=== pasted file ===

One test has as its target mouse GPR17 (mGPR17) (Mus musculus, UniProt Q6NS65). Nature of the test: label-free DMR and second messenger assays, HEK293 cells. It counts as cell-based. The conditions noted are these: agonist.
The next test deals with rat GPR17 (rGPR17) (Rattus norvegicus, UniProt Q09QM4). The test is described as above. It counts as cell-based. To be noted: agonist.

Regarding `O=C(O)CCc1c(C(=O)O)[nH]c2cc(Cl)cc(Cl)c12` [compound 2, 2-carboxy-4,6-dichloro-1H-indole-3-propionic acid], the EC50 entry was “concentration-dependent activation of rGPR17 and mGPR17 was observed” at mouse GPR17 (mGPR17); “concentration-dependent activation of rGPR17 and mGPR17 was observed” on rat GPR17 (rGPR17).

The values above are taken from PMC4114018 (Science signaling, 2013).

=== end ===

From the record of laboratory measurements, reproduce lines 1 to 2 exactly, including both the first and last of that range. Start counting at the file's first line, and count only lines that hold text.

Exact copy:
One test has as its target mouse GPR17 (mGPR17) (Mus musculus, UniProt Q6NS65). Nature of the test: label-free DMR and second messenger assays, HEK293 cells. It counts as cell-based. The conditions noted are these: agonist.
The next test deals with rat GPR17 (rGPR17) (Rattus norvegicus, UniProt Q09QM4). The test is described as above. It counts as cell-based. To be noted: agonist.